Why were 5 per cent of LGAs' populations forecast with large errors (exceeding 10 per cent)? An examination of projection assumptions and/or local area characteristics for individual LGAs can be useful in diagnosing the causes of error. In NSW two LGAs were forecast with more than 10 per cent error. One was Camden, an area of south-west Sydney undergoing residential development. The population projection for Camden was driven by optimistic dwelling forecasts, and although the area's population grew by 15 per cent over the 2006-11 period, it was less than anticipated. The other LGA was Murrumbidgee, home to about 2 600 people in 2006. The population projection was for very slight growth, but in fact population declined. Census data show significant job losses in the 'agriculture, forestry and fishing' and 'manufacturing' industries over the 2006-11 period (ABS, 2012).
In Queensland nine LGAs experienced more than 10 per cent error, eight of which had populations under 5 000. The one LGA with a sizeable population was the mining town of Mount Isa. Substantial population growth in this LGA was projected for 2006-11 due to resource development (Queensland Department of Infrastructure and Planning, 2008 p.29), but more moderate growth eventuated. Employment in mining and associated construction is often subject to considerable volatility due to fluctuations in global commodity prices, and is therefore very hard to predict. The nine small LGAs with large errors were Aurukun, Blackall Tambo, Boulia, Bulloo, Carpentaria, Cook, Croydon, and McKinlay. All of these LGAs were under-projected, and all experienced upward changes in the direction of their population trends from 2006 or 2007. Such results confirm the long-established fact that projections, created from extrapolative models in this case, tend to be accurate when population trends are on a 'business as usual' setting. The challenge remains to predict discontinuities and turning-points. However, it is possible that some of the problem may be due to ERPs rather than projections. It is well known that Indigenous census counts have a tendency to fluctuate and be inconsistent from one census to the next, resulting in ERP reliability issues for areas with large Indigenous populations. For example, Aurukun (over 90 per cent Indigenous) recorded very large increases in its Indigenous ERP between 2006 and 2011 (ABS, 2008; 2013c).
In South Australia the seven LGAs of Anangu Pitjantjatjara, Cleve, Coober Pedy, Elliston, Karoonda East Murray, Maralinga Tjarutja, and Peterborough experienced errors of more than 10 per cent. A modest increase in population was projected for Anangu Pitjantjatjara but subsequently published ERPs reveal that the population actually increased substantially between 2006 and 2011. This was the only LGA under-projected. For the other six LGAs negligible total population change was projected, but in reality they all lost population.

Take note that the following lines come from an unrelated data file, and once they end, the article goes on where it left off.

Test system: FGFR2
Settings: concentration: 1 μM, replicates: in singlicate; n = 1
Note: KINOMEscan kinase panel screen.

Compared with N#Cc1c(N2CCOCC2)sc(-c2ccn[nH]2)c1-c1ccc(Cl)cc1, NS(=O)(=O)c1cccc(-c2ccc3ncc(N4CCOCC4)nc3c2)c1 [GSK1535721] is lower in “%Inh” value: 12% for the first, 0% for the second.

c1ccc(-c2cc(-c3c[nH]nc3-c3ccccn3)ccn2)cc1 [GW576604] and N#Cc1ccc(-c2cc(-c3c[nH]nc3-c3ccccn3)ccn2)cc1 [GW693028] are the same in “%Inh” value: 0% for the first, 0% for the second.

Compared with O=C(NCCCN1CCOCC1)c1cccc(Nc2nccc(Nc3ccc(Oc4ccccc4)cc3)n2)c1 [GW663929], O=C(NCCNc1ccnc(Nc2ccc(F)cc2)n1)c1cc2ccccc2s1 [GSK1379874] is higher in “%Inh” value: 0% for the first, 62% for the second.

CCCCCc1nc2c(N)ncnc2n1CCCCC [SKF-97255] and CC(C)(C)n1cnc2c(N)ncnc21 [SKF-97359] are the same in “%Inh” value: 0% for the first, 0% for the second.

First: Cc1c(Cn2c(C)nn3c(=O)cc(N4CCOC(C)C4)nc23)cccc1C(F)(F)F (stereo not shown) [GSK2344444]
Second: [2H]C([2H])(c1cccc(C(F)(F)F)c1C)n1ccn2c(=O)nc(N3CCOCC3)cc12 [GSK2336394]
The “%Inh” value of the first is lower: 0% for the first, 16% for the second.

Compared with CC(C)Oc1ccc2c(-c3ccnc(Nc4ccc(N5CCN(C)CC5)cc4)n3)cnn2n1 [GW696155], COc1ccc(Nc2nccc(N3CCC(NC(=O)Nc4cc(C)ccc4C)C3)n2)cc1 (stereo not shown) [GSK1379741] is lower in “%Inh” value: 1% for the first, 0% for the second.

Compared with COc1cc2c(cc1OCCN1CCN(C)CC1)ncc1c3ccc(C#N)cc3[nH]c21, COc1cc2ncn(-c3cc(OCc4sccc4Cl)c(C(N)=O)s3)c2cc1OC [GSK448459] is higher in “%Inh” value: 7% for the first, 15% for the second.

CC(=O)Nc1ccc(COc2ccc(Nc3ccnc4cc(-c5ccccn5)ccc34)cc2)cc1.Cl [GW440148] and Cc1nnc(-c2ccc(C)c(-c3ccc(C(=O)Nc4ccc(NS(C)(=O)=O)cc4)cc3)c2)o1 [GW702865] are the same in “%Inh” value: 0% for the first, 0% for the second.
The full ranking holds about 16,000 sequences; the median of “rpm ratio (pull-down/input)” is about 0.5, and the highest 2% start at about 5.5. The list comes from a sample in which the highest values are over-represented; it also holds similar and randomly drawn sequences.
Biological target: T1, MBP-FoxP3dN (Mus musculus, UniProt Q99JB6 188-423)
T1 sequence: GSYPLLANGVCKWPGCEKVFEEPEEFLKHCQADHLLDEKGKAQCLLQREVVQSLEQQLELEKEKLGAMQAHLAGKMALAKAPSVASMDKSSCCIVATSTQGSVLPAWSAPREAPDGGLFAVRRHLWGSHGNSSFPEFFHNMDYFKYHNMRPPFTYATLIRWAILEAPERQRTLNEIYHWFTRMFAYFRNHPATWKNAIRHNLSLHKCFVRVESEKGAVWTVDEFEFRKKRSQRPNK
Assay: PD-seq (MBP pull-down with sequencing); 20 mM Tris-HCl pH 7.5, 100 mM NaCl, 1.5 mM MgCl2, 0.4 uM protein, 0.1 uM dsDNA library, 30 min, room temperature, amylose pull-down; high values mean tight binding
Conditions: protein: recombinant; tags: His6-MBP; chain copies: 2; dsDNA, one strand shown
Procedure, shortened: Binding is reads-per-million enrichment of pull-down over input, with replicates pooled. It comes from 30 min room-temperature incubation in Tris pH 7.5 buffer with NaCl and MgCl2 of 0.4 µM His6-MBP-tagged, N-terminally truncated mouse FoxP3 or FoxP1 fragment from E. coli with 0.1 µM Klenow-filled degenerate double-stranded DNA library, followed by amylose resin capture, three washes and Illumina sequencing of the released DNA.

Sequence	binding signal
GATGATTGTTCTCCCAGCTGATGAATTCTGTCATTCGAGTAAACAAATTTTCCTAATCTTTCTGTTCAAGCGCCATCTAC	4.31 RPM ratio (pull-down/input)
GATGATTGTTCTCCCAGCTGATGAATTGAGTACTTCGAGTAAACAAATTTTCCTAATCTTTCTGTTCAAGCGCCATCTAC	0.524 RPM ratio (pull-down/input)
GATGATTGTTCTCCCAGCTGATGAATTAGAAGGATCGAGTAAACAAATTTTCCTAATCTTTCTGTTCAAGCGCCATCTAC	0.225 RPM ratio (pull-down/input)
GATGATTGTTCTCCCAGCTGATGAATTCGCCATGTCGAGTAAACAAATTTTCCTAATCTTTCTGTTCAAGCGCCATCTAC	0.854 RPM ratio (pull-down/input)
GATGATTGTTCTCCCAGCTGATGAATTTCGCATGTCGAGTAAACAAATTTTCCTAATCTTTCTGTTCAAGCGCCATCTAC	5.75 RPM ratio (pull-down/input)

In summary, the most erroneous projections were largely amongst non-metropolitan LGAs that were either small, had significant mining employment or significant Indigenous populations. The findings confirm those of Wilson and Rowe (2011).
Error in Projecting Total Population by Population Size
The upper panel of Table 2 shows how errors of the states' projections varied by population size (measured as size at the start of the projections). Previous research has found error is usually greater for smaller populations. To some extent this finding is reflected in the table, though there is little difference between the two larger population categories, and only modest differences between the middle two categories. A possible contributor to the fractionally larger error in the 50 000+ population category is overseas migration: these larger LGAs attract more overseas migration and are likely to experience greater annual fluctuations in population growth due to the volatility of net overseas migration trends. The main finding here is that population projections for LGAs with just a few thousand (or even a few hundred) people are very difficult to get right, even over the short-term.
The lower panel of Table 2 shows show the naive linear extrapolations fared by population size category. For every size category and every state the naive projections were less accurate. Interestingly, the states' projections increased their accuracy relative to the naive projections as population size increased. For the smallest 0-4 999 category the average error of the states' projections was 69 per cent of the naive projections (4.9 per cent versus 7.2 per cent WMAPE), while for the 50 000+ category it was 44 per cent (2.4 per cent versus 5.5 per cent).
Error in Projecting Total Population by Growth Rate